Sarah Lambert

Sarah LambertShare

SVP, Marketing, Buckzy Payments
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Video: Adventures in Messaging: E02 with Sarah Lambert, Director, HCM Product Marketing at Oracle
Sarah Lambert
Sarah Lambert
SVP, Marketing, Buckzy PaymentsOctober 20

This is a tough one but I would suggest doing a messaging framework for each product and then the platform as whole. This will help to determine what the true value of the platform might be - is it purely that you have the products together in one place or are you mitigating risk by integrating them in a single platform? Are these products talking to each other? Or is it the integrations that make it special? Why should customers care? What about your platform is making their lives easier? If you've already done the messaging framework for each product and then complete the same process for the platform, you'll see where there are gaps as well as where you are strong which makes the messaging and positioning easier for a customer to see.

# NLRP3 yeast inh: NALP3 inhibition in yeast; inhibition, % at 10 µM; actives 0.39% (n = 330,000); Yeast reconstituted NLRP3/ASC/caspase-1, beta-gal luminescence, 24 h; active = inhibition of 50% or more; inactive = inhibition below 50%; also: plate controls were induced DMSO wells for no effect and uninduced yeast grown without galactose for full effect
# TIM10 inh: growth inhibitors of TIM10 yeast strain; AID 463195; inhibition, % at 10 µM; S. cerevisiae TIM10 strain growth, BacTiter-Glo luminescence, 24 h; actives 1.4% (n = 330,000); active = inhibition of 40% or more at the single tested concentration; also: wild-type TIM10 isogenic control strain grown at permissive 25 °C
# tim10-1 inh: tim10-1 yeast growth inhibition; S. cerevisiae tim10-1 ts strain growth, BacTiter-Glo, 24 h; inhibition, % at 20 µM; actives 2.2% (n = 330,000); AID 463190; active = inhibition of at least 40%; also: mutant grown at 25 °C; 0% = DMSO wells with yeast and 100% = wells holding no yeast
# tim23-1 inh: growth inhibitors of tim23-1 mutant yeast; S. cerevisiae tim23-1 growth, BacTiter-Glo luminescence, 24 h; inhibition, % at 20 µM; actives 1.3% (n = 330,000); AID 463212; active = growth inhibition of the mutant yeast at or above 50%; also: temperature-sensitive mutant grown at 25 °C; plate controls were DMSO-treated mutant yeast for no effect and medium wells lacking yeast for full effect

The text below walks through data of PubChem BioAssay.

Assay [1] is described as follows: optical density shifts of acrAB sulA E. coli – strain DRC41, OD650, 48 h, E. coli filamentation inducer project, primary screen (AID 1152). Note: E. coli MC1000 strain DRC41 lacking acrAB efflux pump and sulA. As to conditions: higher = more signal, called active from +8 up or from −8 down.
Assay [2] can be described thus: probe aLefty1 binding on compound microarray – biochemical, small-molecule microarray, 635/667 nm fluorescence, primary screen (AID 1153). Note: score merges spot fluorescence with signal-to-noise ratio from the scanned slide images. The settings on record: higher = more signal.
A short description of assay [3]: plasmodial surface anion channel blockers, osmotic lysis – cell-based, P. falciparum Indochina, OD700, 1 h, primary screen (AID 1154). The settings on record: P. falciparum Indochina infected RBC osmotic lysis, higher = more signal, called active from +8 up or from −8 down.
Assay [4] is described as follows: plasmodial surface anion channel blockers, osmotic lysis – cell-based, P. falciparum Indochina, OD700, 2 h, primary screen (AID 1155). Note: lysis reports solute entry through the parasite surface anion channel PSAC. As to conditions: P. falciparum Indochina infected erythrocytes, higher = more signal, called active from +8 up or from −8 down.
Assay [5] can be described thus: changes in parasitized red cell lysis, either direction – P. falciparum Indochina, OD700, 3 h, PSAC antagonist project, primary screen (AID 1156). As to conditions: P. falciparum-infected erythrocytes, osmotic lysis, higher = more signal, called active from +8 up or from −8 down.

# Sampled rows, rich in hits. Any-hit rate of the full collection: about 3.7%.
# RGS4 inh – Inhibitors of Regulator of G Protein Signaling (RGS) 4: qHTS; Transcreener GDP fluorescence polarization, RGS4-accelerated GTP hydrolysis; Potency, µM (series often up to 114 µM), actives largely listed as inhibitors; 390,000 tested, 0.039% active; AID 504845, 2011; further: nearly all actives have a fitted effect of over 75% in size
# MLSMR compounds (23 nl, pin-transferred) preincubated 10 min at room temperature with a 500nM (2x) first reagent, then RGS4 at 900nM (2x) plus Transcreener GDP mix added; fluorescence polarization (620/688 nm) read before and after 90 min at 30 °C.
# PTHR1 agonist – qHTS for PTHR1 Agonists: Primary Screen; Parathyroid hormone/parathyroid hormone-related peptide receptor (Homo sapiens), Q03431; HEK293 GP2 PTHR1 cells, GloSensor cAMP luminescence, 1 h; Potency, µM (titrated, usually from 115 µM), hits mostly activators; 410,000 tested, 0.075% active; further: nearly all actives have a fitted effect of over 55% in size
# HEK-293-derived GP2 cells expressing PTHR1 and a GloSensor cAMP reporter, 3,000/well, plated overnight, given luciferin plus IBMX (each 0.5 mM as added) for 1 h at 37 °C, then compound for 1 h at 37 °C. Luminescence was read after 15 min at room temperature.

Sarah Lambert
Sarah Lambert
SVP, Marketing, Buckzy PaymentsOctober 20

This really depends on the channel: For websites and demand gen, you can always use A/B testing to determine what works, but for messaging further down in the funnel, tracking interactivity with different content on your website is helpful and then even further down the funnel are customer presentations and demo scripts. Here it's helpful to have a good relationship with Sales to ask for constant feedback on what is resonating with customers and what isn't. Keeping track of win loss rates can also help track the effectiveness here.

Lastly, for new features or products by current customers, track both attendance to launch webinars as well adoption rates to determine if messaging about value, impact and performance are resonating with customers.

Sarah Lambert
Sarah Lambert
SVP, Marketing, Buckzy PaymentsOctober 20

Each channel has its own parameters for success be they length of message, medium or tone. I tailor my cross-channel message based on the channel audience and length but always connect back to the overarching messaging framework. The need for consistency in messaging - and reiterating the message - is particularly important across different channels as it starts to build a stronger relationship with the buyer / influencer. If you're constantly changing your message across channels then you create distrust in the audience and then you and your product become forgettable.